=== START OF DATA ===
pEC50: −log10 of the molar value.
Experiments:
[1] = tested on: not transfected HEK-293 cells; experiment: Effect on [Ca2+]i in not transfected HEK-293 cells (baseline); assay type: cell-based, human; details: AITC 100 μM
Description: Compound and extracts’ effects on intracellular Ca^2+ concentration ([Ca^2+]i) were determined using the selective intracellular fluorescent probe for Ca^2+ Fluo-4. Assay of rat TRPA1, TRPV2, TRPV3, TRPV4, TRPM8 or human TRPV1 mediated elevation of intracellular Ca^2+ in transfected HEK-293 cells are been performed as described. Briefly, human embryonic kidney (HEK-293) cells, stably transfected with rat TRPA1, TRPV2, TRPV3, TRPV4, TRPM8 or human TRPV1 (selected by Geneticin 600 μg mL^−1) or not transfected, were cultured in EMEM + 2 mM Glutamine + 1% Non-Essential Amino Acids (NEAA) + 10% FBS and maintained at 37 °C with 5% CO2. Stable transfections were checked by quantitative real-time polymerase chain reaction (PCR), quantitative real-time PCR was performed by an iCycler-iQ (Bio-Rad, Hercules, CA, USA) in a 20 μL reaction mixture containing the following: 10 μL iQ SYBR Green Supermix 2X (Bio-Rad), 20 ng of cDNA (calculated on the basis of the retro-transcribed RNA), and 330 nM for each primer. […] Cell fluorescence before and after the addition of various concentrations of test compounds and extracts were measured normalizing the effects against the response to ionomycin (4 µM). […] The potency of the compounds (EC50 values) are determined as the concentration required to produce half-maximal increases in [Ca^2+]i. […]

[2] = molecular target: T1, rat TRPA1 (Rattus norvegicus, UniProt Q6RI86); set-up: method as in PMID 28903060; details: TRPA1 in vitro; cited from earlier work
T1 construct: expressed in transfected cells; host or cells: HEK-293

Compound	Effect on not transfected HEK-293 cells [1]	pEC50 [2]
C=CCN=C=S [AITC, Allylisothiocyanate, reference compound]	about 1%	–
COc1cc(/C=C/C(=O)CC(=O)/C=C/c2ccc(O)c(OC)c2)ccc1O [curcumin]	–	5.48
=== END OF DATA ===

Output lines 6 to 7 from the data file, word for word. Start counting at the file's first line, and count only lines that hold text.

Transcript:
T1 construct: expressed in transfected cells; host or cells: HEK-293

Compound	Effect on not transfected HEK-293 cells [1]	pEC50 [2]